a fake news blog called '70news,' which falsely claimed that Trump had won both the popular vote and the Electoral College. ... Google acknowledged the error in surfacing the fake news on Monday
- Madison Malone Kircher (November 14, 2016). "Donald Trump Didn't Win the Popular Vote, Despite What Google Says". New York.
a fake-news piece from a WordPress blog called 70News
- Jack Murtha (May 26, 2016). "How fake news sites frequently trick big-time journalists". Columbia Journalism Review.
- Louis Jacobson (November 17, 2016). "No, someone wasn't paid $3,500 to protest Donald Trump". PolitiFact.
- Iannelli, Jerry (28 February 2017). "There's Reportedly a Gigantic #FakeNews Operation Run From Miami (and It's Not New Times!)". Miami New Times.
- Silverman, Craig (27 February 2017). "This Is How Your Hyperpartisan Political News Gets Made". Buzzfeed News.
- Bump, Philip (14 November 2016). "Denzel Washington endorsed Trump, according to AmericaNews, Breitbart, USANewsHome — and Facebook". The Washington Post.
- Dewey, Caitlin (July 18, 2014). "A comprehensive guide to the web’s many MH17 conspiracy theories". The Washington Post. (subscription required)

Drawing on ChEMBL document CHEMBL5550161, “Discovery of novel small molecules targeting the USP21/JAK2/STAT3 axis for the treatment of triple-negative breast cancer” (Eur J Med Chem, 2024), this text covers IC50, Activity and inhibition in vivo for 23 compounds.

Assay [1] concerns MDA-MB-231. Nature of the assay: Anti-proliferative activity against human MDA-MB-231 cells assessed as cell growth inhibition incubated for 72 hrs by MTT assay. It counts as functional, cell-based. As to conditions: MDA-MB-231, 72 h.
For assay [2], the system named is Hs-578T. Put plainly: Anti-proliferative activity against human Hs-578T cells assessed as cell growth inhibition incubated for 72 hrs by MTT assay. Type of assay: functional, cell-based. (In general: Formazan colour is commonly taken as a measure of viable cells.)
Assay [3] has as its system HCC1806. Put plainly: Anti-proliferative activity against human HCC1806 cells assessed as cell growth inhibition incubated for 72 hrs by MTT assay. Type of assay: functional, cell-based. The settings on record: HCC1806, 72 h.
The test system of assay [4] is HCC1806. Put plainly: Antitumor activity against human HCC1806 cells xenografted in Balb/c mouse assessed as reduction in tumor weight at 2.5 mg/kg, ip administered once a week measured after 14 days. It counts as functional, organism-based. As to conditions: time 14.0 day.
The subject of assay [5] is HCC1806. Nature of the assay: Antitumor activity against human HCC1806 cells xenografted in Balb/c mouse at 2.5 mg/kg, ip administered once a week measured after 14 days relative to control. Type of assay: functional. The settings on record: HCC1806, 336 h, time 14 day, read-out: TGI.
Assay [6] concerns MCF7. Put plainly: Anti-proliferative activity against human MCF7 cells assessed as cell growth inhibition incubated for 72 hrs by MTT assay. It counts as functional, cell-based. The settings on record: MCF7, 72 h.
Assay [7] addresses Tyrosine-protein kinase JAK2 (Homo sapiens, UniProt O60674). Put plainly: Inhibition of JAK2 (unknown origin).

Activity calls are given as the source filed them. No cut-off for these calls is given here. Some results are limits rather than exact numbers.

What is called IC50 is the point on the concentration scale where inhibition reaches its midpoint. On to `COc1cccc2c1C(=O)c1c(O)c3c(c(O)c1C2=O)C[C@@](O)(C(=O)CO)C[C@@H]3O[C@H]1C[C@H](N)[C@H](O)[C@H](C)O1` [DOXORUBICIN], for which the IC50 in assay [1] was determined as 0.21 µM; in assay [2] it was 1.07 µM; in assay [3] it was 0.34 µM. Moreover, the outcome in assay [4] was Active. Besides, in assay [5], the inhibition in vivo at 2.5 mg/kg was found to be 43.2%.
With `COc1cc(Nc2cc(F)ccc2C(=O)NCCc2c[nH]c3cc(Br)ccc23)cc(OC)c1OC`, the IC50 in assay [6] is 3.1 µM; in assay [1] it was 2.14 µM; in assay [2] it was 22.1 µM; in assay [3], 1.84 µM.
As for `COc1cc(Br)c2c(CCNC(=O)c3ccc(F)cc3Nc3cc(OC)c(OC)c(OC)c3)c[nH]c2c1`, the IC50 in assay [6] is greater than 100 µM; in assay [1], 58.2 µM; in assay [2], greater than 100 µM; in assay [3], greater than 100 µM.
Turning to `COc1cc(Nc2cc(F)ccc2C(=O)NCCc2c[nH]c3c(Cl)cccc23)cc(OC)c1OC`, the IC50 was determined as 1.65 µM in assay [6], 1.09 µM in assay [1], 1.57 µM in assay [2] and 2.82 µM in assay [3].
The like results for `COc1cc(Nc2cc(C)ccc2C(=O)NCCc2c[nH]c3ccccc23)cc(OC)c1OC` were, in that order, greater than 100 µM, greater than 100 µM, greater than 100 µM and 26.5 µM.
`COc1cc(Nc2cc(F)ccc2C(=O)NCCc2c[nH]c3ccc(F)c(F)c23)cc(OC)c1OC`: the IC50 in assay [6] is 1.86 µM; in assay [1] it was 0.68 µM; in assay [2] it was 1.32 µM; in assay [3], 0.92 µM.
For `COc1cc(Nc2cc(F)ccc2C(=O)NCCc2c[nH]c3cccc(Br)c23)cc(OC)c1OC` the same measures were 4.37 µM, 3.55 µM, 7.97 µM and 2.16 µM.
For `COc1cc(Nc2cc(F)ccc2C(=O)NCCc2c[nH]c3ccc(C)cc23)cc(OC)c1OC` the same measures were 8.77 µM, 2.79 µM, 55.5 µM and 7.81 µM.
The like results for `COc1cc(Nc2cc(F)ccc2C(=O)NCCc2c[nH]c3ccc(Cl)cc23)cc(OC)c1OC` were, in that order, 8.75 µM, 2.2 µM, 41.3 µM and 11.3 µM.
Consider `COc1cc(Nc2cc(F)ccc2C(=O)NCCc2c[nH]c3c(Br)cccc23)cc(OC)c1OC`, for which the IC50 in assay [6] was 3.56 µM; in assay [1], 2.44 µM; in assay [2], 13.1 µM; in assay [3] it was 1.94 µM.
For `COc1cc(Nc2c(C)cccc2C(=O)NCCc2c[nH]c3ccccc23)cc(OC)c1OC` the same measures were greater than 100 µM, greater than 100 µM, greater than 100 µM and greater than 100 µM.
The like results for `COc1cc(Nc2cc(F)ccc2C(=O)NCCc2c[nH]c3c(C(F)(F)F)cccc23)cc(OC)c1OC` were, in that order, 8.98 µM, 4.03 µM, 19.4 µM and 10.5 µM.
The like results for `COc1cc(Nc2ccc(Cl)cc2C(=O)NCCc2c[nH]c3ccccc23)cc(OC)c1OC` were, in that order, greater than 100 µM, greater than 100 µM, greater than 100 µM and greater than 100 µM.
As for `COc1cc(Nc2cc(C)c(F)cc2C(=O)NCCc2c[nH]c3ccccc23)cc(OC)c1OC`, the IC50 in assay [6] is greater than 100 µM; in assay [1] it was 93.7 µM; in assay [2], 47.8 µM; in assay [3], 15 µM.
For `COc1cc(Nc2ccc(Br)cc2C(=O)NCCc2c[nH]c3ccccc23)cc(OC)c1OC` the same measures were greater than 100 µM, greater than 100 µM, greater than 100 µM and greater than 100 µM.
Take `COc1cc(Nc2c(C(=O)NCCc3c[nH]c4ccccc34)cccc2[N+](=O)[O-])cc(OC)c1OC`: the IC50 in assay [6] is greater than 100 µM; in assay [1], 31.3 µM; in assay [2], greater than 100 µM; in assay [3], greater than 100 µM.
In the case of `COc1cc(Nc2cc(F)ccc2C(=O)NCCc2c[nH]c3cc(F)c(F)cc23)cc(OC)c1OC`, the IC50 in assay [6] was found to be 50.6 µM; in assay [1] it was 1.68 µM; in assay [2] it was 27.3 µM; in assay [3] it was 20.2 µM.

- Dicker, Rachel (November 14, 2016). "Avoid These Fake News Sites at All Costs". U.S. News & World Report. Retrieved November 27, 2016.
- "About". The Business Standard News. Retrieved 24 March 2017.
The Business Standard News is a satirical site designed to parody the 24-hour news cycle. The stories are outlandish, but reality is so strange nowadays they could be true.
- Lueders, Bill (22 Feb 2017). "Truth-Testing in the Post-Truth Era". The Progressive. The Progressive Inc.
The poll [from Business Standard News] ... was cited in an opinion piece submitted to The Progressive.
- "Not Pat's Place". Snopes.com. 25 Oct 2016.
the “interview” was still picked up by at least one actual news site, with no mention of its satirical bent. To further muddy the waters, there actually is a site called the Conservative Chronicle, in which Buchanan’s syndicated columns appear.
- "Moral Tissues". Snopes.com. 26 April 2016.
Stories about the Mormon Church's attempt to limit the sales of tissues and emollients in an effort to curb masturbation came from a fake news web site.
- "Minimum Rage". Snopes.com. Retrieved 24 March 2017.
Reports that New Jersey Governor Chris Christie said that teachers should be paid minimum wage plus bonuses came from a fake news web site.
- "Coulter Wars". Snopes.com. Retrieved 24 March 2017.
An article reporting that the pundit had been arrested for using the women's bathroom came from a fake news site
- "Breaking News". Snopes.com. 20 August 2015.
- Merced, Michael J. De La; Goldstein, Matthew (2015-07-14). "Twitter Shares Jump After Faked Bloomberg Report". The New York Times. ISSN 0362-4331. Retrieved 2016-12-27.
- "Fake Bloomberg News Report Drives Twitter Stock Up 8%". Fortune. Retrieved 2016-12-27.
- LaCapria, Kim. "Snopes' Field Guide to Fake News Sites and Hoax Purveyors". snopes. Retrieved 2016-11-24.
- Dewey, Caitlin (2015-11-06). "What was fake on the Internet this week: amazing cows, the KKK and a 'Secret Sister' gift exchange". The Washington Post. ISSN 0190-8286. Retrieved 2017-01-02.